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When I heard they were making a movie called Trainwreck, I was interested. After the Tenacious D movie (Jack Black) about a heavy metal/folk band, I thought this was about their guitarist Kyle Gass and his side project Trainwreck. I was thrilled to find out it was actually the first movie Amy Schumer wrote and starred in. Her show Inside Amy Schumer is hysterical. Yet this time, she’s teaming up with director Judd Apatow.

This trainwreck, strangely enough, stays on the rails and follows that familiar rom-com trajectory. It starts to go off the rails a bit in the 3rd act, but by then we laughed enough to forgive it.

The opening scene with Colin Quinn playing a dad in the ‘80s explaining divorce to his two daughters was so funny, the crowd laughed loud enough to keep you from hearing dialogue. Unfortunately, the movie doesn’t keep up that pace.

One of the pleasant surprises was seeing a lot of stand-up comedians in small roles. Dave Attell has some good lines as a homeless guy Amy jokes with.

Mike Birbiglia (Sleepwalk with Me) plays the schlubby husband of sister Brie Larson.

Keith Robinson has a few great lines as a patron in a movie theatre that’s tired of all the talking.

I also noticed Jim Florentine, Leslie Jones, and Tim Meadows, all with smaller roles.

Amy sleeps around, drinks too much, smokes weed, and is often rude. We like her though, because she’s funny. In real life, we’d probably despise such a person.

She meets an orthopedic surgeon (SNL’s Bill Hader), when she’s forced to write a story on him.

It’s one of the rare roles of his that didn’t work. Usually he cracks me up. His acting was good in The Skeleton Twins, but the movie was awful. In this, we’re not really sure why he’s falling for her so fast. There comes a point when she asks why he likes her, and in the audience, you’ll scratch your head and wonder the same thing.

One of the best actresses in the business – Tilda Swinton – is good in the role, but her character is written so unrealistically over-the-top that it takes the fun out of what would’ve been a great evil boss character.

Everyone is praising LeBron James, and he does have a few good lines (“No penetration without representation” as his way of saying you need a prenup); yet there are problems with him in this. At times, the character is a bit too much like Cuba Gooding Jr. in Jerry Maguire. Other times, we don’t buy that he’d want to pal around with Hader and watch Downton Abbey. And somebody needs to explain how he can always be in New York when he plays in Cleveland.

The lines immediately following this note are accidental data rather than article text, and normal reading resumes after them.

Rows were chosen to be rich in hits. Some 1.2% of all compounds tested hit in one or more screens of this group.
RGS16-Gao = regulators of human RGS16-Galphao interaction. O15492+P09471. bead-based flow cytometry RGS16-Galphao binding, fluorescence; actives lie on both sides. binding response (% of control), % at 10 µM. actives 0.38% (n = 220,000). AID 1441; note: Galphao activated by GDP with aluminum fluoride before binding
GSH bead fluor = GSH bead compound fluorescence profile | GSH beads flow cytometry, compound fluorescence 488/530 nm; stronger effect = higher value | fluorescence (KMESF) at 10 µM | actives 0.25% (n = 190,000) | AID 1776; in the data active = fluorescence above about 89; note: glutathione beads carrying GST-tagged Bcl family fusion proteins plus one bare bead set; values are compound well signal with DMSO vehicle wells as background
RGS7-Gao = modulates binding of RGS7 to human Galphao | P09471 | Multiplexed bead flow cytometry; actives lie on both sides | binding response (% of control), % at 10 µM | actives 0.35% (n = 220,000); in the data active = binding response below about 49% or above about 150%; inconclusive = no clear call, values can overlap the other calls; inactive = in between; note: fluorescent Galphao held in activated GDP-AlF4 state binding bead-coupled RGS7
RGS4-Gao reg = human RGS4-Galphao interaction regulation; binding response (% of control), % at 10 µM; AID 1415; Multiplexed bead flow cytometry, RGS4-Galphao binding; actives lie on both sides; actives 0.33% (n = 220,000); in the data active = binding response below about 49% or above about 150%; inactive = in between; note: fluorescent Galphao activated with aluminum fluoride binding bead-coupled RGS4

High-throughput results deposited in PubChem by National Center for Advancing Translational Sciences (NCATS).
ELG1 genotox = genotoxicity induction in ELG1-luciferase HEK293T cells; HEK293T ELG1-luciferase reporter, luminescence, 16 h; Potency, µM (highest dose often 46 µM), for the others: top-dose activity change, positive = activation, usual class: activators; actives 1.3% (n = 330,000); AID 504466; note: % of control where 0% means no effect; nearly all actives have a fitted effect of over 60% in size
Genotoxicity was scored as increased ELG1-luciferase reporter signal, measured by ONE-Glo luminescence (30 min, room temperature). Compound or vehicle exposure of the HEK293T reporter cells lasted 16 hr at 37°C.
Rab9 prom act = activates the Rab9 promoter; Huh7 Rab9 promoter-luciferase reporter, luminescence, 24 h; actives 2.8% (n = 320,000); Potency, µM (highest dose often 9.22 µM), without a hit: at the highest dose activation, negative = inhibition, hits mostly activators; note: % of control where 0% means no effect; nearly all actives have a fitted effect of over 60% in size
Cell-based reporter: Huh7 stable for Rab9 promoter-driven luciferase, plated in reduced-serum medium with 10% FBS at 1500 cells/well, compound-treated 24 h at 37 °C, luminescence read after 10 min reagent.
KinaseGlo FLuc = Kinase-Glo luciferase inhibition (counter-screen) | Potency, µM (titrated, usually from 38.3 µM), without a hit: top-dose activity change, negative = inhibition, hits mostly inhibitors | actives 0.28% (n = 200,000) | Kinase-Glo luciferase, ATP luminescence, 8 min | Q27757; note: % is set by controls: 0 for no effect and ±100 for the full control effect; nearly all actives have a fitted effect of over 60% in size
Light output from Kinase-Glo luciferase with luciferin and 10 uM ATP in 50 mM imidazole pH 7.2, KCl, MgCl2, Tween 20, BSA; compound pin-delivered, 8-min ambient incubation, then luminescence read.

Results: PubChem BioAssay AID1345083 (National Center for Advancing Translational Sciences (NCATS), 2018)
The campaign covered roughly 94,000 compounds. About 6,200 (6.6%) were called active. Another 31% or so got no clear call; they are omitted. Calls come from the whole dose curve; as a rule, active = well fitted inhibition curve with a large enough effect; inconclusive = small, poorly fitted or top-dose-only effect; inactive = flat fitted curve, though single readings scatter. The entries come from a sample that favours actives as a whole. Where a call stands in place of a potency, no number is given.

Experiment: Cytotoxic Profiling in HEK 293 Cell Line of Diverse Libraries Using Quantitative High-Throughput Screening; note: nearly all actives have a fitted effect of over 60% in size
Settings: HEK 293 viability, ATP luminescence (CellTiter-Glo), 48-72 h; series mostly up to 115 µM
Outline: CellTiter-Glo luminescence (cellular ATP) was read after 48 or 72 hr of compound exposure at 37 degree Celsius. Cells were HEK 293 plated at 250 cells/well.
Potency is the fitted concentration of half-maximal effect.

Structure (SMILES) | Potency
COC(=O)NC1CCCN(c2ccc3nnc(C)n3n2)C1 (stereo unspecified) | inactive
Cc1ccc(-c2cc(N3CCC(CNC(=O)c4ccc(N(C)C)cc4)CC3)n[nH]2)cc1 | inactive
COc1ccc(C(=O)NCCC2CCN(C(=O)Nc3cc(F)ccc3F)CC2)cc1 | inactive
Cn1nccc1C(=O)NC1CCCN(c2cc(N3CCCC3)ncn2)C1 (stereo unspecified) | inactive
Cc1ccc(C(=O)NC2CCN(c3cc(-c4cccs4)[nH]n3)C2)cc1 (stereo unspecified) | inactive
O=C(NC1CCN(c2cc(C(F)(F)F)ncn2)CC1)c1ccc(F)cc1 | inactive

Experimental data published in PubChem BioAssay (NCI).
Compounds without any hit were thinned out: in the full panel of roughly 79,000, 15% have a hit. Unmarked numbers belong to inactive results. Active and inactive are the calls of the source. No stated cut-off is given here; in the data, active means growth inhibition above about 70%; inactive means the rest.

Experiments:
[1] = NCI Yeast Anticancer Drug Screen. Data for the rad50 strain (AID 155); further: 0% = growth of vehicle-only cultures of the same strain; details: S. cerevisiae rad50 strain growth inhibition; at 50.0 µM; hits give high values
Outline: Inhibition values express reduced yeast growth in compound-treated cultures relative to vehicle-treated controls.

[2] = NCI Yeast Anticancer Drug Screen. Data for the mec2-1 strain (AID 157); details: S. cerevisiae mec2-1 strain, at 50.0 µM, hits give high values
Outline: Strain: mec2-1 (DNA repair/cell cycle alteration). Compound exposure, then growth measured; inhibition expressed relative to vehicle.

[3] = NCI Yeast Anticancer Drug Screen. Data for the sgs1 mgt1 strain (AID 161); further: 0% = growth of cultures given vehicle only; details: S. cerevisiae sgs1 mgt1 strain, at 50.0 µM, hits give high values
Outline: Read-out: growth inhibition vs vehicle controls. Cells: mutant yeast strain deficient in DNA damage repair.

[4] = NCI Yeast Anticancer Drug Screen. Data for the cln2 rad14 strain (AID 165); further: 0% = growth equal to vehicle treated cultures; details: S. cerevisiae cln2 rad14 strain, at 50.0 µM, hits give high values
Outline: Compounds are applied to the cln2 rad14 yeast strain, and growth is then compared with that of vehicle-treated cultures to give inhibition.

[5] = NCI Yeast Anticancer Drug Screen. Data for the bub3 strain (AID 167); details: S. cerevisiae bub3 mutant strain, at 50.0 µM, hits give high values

There were some sports cameos that worked. Chris Evert has a great line flirting with Hader. A’mare Stoudemire is an athlete that’s about to have knee surgery from Hader. The best was pro wrestler John Cena, who stole the scenes he was in. One of the funniest is when Amy asks him to talk dirty while they have sex. What he says is laugh out loud funny. Schumer is a talented enough writer that she has the scene go on, and it just keeps getting funnier with every new thing Cena says; although that scene, and at least two others, are bits she did on her TV show.

Other times, the writing felt lazy. As if they could just throw out a few dick jokes and that would be fine. Schumer is such a brilliant comedian, I expect more from her. That being said, for every bit that didn’t work, there were a few that did. I’m fine with that ratio for a comedy. Not to mention the fact that the packed crowd completely disagreed with me. Just like Bridesmaids, they laughed at every scene. Even the ones I didn’t find funny.

For example, the movie within a movie, was called The Dogwalker. It starred Daniel Radcliffe as a dog walker and Marisa Tomei as a desperate dog owner. There wasn’t a single humorous thing about that, unless we’re just supposed to laugh at the fact that it’s Harry Potter, or filmed in black-and-white like some artsy indie flick.

Often times, movies within movies are fun. Jason Segal had a great one a few years ago. Burn After Reading had a great one. The key to that is still writing funny material for those characters. Just the sight of Radcliffe walking five dogs isn’t enough.

There was a scene with Hader and Lebron playing basketball that is mildly cute, but that same scene was cute when Saturday Night Live did it in the ‘70s with Paul Simon playing one-on-one with NBA star Connie Hawkins.

Again, for every scene that fell flat, I can name five that worked.

One character saying she slept with “three quarters of Pink Floyd,” or while watching the Knicks cheerleaders, Schumer yelling, “You’re gonna lose us the right to vote.”

And I’m always up for a Michael Jackson joke. It was great hearing writers and editors of a magazine come up with a story pitch for, “Where are they now…the Michael Jackson kids.” (the follow up line is a cute throw-away, too).

Audiences are going to proclaim this the best comedy of the year. Hell, critics might, too. It’s already getting early high scores on Rotten Tomatoes.

I was just a bit disappointed because her TV show is funnier and more thought provoking.

This gets 3 stars out of 5.


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